The effects of copayment policies on adherence to prescription medicines in publicly insured populations

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dc.contributor.advisor Whelton, Helen en
dc.contributor.advisor Byrne, Stephen en
dc.contributor.advisor Woods, Noel en
dc.contributor.advisor Normand, Charles en
dc.contributor.author Sinnott, Sarah-Jo
dc.date.accessioned 2015-11-05T12:44:53Z
dc.date.issued 2014
dc.date.submitted 2014
dc.identifier.citation Sinnott, S.-J. 2014. The effects of copayment policies on adherence to prescription medicines in publicly insured populations. PhD Thesis, University College Cork. en
dc.identifier.uri http://hdl.handle.net/10468/2037
dc.description.abstract Introduction: Copayments for prescriptions are associated with decreased adherence to medicines resulting in increased health service utilisation, morbidity and mortality. In October 2010 a 50c copayment per prescription item was introduced on the General Medical Services (GMS) scheme in Ireland, the national public health insurance programme for low-income and older people. The copayment was increased to €1.50 per prescription item in January 2013. To date, the impact of these copayments on adherence to prescription medicines on the GMS scheme has not been assessed. Given that the GMS population comprises more than 40% of the Irish population, this presents an important public health problem. The aim of this thesis was to assess the impact of two prescription copayments, 50c and €1.50, on adherence to medicines.Methods: In Chapter 2 the published literature was systematically reviewed with meta-analysis to a) develop evidence on cost-sharing for prescriptions and adherence to medicines and b) develop evidence for an alternative policy option; removal of copayments. The core research question of this thesis was addressed by a large before and after longitudinal study, with comparator group, using the national pharmacy claims database. New users of essential and less-essential medicines were included in the study with sample sizes ranging from 7,007 to 136,111 individuals in different medication groups. Segmented regression was used with generalised estimating equations to allow for correlations between repeated monthly measurements of adherence. A qualitative study involving 24 individuals was conducted to assess patient attitudes towards the 50c copayment policy. The qualitative and quantitative findings were integrated in the discussion chapter of the thesis. The vast majority of the literature on this topic area is generated in North America, therefore a test of generalisability was carried out in Chapter 5 by comparing the impact of two similar copayment interventions on adherence, one in the U.S. and one in Ireland. The method used to measure adherence in Chapters 3 and 5 was validated in Chapter 6. Results: The systematic review with meta-analysis demonstrated an 11% (95% CI 1.09 to 1.14) increased odds of non-adherence when publicly insured populations were exposed to copayments. The second systematic review found moderate but variable improvements in adherence after removal/reduction of copayments in a general population. The core paper of this thesis found that both the 50c and €1.50 copayments on the GMS scheme were associated with larger reductions in adherence to less-essential medicines than essential medicines directly after the implementation of policies. An important exception to this pattern was observed; adherence to anti-depressant medications declined by a larger extent than adherence to other essential medicines after both copayments. The cross country comparison indicated that North American evidence on cost-sharing for prescriptions is not automatically generalisable to the Irish setting. Irish patients had greater immediate decreases of -5.3% (95% CI -6.9 to -3.7) and -2.8% (95% CI -4.9 to -0.7) in adherence to anti-hypertensives and anti-hyperlipidaemic medicines, respectively, directly after the policy changes, relative to their U.S. counterparts. In the long term, however, the U.S. and Irish populations had similar behaviours. The concordance study highlighted the possibility of a measurement bias occurring for the measurement of adherence to non-steroidal anti-inflammatory drugs in Chapter 3. Conclusions: This thesis has presented two reviews of international cost-sharing policies, an assessment of the generalisability of international evidence and both qualitative and quantitative examinations of cost-sharing policies for prescription medicines on the GMS scheme in Ireland. It was found that the introduction of a 50c copayment and its subsequent increase to €1.50 on the GMS scheme had a larger impact on adherence to less-essential medicines relative to essential medicines, with the exception of anti-depressant medications. This is in line with policy objectives to reduce moral hazard and is therefore demonstrative of the value of such policies. There are however some caveats. The copayment now stands at €2.50 per prescription item. The impact of this increase in copayment has yet to be assessed which is an obvious point for future research. Careful monitoring for adverse effects in socio-economically disadvantaged groups within the GMS population is also warranted. International evidence can be applied to the Irish setting to aid in future decision making in this area, but not without placing it in the local context first. Patients accepted the introduction of the 50c charge, however did voice concerns over a rising price. The challenge for policymakers is to find the ‘optimal copayment’ – whereby moral hazard is decreased, but access to essential chronic disease medicines that provide advantages at the population level is not deterred. This evidence presented in this thesis will be utilisable for future policy-making in Ireland. en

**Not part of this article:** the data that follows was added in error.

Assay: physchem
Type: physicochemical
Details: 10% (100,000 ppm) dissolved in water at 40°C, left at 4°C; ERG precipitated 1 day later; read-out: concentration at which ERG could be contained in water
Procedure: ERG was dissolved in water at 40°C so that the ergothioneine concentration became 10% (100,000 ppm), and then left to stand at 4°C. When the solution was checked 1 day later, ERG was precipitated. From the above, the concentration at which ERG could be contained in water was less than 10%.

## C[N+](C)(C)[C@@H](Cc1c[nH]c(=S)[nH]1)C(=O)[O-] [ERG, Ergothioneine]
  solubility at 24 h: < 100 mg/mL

dc.description.sponsorship Health Research Board (PhD Scholars Programme in Health Services Research Grant No PHD/2007/16) en
dc.format.mimetype application/pdf en
dc.language.iso en en
dc.publisher University College Cork en
dc.rights © 2014, Sarah-Jo Sinnott. en
dc.rights.uri http://creativecommons.org/licenses/by-nc-nd/3.0/ en
dc.subject Adherence en
dc.subject Pharmacoepidemiology en
dc.subject Prescription medicines en
dc.subject Copayment en
dc.subject Cost-sharing en
dc.subject Health policy en
dc.title The effects of copayment policies on adherence to prescription medicines in publicly insured populations en
dc.type Doctoral thesis en
dc.type.qualificationlevel Doctoral Degree (Structured) en
dc.type.qualificationname PhD (Health Services Research) en
dc.internal.availability Full text not available en
dc.check.info Indefinite en
dc.check.date 10000-01-01
dc.description.version Accepted Version
dc.contributor.funder Health Research Board en
dc.description.status Not peer reviewed en
dc.internal.school Epidemiology and Public Health en
dc.check.reason This thesis is due for publication or the author is actively seeking to publish this material en
dc.check.opt-out Not applicable en
dc.thesis.opt-out false
dc.check.entireThesis Entire Thesis Restricted
dc.check.embargoformat E-thesis on CORA only en
ucc.workflow.supervisor h.whelton@ucc.ie
dc.internal.conferring Spring Conferring 2015


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© 2014, Sarah-Jo Sinnott. Except where otherwise noted, this item's license is described as © 2014, Sarah-Jo Sinnott.